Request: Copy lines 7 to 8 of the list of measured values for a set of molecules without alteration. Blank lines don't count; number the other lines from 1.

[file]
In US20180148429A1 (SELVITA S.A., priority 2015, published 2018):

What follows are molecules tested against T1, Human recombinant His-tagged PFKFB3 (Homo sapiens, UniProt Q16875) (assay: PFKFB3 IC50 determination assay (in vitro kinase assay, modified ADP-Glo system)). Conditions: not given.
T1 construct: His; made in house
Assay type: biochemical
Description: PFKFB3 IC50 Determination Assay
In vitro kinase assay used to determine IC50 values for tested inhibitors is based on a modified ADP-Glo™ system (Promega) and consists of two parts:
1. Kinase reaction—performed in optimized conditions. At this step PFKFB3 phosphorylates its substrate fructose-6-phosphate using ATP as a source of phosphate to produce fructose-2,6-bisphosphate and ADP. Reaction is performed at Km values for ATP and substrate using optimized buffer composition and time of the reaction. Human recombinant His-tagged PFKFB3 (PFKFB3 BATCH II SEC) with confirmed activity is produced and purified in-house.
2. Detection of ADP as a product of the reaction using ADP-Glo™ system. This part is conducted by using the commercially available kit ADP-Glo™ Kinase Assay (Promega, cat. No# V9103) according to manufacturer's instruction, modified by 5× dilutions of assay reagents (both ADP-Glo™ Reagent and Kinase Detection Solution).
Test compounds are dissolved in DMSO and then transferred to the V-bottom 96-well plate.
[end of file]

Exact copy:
1. Kinase reaction—performed in optimized conditions. At this step PFKFB3 phosphorylates its substrate fructose-6-phosphate using ATP as a source of phosphate to produce fructose-2,6-bisphosphate and ADP. Reaction is performed at Km values for ATP and substrate using optimized buffer composition and time of the reaction. Human recombinant His-tagged PFKFB3 (PFKFB3 BATCH II SEC) with confirmed activity is produced and purified in-house.
2. Detection of ADP as a product of the reaction using ADP-Glo™ system. This part is conducted by using the commercially available kit ADP-Glo™ Kinase Assay (Promega, cat. No# V9103) according to manufacturer's instruction, modified by 5× dilutions of assay reagents (both ADP-Glo™ Reagent and Kinase Detection Solution).